Egypt and Ethiopia among six countries invited to join BRICS

This is the bloc’s first expansion in 13 years.

Egypt and Ethiopia among six countries invited to join BRICS
Image source: BRICS 
Editor’s note: This story is part of Mariblock’s “State of Fiat” coverage. Digital assets such as bitcoin are seen as competitors to central bank money. Therefore, we consider informing our audience of the state of their local currencies worthwhile.

Egypt and Ethiopia have been invited as the newest African additions to the BRICS alliance, a development unveiled at the 15th annual summit of the bloc in Johannesburg, South Africa. Argentina, Iran, Saudi Arabia, and the United Arab Emirates have also received invitations to join. 

Key quote  

Chinese President Xi Jinping commented: “The expansion is also a new starting point for BRICS cooperation. It will bring new vigor to the BRICS cooperation mechanism and further strengthen the force for world peace and development.” 

Key details 

  • Full membership of the newly invited countries will take effect from 1 January 2024. This is the bloc’s first expansion in 13 years.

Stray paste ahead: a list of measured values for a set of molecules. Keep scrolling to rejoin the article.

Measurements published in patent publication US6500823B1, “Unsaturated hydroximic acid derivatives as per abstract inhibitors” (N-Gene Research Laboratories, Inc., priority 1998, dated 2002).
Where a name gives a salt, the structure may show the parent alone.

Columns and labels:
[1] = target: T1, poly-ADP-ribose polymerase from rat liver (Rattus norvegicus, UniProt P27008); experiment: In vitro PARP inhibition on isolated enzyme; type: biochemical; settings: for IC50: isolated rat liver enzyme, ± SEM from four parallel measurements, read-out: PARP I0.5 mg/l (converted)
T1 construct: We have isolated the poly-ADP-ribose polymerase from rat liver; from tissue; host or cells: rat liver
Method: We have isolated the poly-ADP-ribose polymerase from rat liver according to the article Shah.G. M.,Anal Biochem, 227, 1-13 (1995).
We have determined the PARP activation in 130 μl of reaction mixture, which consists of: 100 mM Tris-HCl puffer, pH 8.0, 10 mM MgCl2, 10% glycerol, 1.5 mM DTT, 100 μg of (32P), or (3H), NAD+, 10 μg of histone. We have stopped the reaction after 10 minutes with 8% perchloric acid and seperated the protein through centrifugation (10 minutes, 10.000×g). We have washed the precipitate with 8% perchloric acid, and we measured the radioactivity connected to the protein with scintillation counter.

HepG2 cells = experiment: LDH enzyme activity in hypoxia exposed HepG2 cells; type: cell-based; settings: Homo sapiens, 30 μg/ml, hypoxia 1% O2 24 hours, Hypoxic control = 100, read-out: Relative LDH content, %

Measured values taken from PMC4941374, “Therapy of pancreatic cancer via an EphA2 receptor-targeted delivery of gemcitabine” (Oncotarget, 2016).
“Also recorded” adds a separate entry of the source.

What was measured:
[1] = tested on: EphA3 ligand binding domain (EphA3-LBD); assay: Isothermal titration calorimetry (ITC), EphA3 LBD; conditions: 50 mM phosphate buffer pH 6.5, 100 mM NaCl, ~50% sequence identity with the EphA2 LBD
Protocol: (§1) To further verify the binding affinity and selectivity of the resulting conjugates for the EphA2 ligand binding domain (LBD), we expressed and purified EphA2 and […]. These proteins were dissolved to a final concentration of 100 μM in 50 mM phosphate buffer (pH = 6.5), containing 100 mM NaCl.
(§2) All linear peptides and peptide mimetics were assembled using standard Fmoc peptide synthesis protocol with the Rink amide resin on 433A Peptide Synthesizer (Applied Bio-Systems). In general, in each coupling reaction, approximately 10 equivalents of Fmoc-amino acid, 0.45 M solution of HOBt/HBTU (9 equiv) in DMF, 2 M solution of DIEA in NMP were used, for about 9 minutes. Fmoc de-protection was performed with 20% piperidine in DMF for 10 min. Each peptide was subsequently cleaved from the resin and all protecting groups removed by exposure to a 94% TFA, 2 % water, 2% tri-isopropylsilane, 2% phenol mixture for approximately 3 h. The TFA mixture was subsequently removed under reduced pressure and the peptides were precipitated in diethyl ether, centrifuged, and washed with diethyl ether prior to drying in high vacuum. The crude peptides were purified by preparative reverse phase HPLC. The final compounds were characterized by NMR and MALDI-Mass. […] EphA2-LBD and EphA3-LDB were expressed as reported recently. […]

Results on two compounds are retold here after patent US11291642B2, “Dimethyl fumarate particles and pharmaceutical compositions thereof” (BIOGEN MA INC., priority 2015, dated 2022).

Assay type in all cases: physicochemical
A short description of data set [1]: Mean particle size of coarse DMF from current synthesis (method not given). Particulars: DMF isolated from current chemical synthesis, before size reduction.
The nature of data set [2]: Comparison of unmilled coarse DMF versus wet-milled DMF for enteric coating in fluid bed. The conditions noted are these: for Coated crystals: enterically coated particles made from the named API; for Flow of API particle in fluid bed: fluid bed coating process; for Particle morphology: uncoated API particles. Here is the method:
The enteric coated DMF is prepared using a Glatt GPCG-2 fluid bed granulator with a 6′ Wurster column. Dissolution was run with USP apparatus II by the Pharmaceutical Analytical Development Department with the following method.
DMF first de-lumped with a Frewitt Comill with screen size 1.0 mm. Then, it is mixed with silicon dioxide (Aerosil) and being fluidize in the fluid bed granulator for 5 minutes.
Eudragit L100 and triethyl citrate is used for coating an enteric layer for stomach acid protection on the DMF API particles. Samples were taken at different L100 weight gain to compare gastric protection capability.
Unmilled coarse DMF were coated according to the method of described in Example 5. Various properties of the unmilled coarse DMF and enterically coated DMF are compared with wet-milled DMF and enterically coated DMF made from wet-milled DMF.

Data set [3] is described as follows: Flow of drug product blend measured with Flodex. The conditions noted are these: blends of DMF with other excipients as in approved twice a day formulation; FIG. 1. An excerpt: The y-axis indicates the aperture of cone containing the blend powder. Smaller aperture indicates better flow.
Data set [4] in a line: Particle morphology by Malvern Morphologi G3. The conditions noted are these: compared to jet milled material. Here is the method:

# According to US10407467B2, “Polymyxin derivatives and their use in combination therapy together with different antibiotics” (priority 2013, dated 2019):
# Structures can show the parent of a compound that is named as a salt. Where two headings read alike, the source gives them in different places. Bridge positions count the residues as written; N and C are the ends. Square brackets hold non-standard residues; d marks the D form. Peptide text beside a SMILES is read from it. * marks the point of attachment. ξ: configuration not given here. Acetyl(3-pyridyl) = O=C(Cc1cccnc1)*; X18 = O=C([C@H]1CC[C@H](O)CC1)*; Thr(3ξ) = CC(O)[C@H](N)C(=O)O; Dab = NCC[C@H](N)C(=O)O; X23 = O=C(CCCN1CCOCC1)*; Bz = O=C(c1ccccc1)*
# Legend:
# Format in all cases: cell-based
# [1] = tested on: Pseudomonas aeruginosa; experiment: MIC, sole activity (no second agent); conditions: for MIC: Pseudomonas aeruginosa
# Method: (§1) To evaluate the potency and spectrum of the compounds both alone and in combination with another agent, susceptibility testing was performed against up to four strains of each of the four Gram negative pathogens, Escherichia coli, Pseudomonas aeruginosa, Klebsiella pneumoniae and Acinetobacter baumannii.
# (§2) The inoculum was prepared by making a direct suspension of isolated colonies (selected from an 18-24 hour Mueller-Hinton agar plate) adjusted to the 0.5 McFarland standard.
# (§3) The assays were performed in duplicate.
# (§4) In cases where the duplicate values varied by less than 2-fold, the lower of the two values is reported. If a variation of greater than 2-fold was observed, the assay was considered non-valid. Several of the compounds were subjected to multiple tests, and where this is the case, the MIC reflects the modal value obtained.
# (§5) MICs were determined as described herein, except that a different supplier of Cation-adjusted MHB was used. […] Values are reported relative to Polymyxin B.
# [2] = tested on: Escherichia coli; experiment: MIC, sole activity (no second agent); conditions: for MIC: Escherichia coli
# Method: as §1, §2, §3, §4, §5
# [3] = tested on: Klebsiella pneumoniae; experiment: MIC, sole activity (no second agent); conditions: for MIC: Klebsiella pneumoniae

• Bloc leaders initially disagreed on how quickly and under what conditions new members should be admitted.  
  • However, as stated by Naledi Pandor, South Africa’s foreign minister, they unanimously resolved this by adopting a document outlining guidelines, principles, and processes for considering aspiring member countries.   
  • The bloc’s expansion poses the question of probable de-dollarization and the creation of a common currency among member nations. This contention has existed since its inception
  • BRICS countries account for over 40% of the world population and a quarter of the global economy. The admission of 6 new countries will lead to an increased economic output.   

What was said 

  • South African President Cyril Ramophosa spoke about Africa in an address to other leaders during the summit:
“Africa should not be treated as a continent that needs generosity; we want to be treated as equals. Even in the multilateral institutions, we want to be treated as equals. And if our equity is at the low levels, there must be ways to address it.”  

Why it matters 

  • The summit themed “BRICS and Africa: Partnership for Mutually Accelerated Growth, Sustainable Development and Inclusive Multilateralism” suggests the willingness of the bloc’s members to compete for trade in Africa.   
  • Of the more than 60 heads of state or government invited to the Johannesburg summit, at least 30 are from Africa
  • An African Development Bank (AfDB) report stated that “trade between the BRICS and Africa rose to as much as US $340 billion in 2012 – a tenfold increase from the value recorded in 2002.”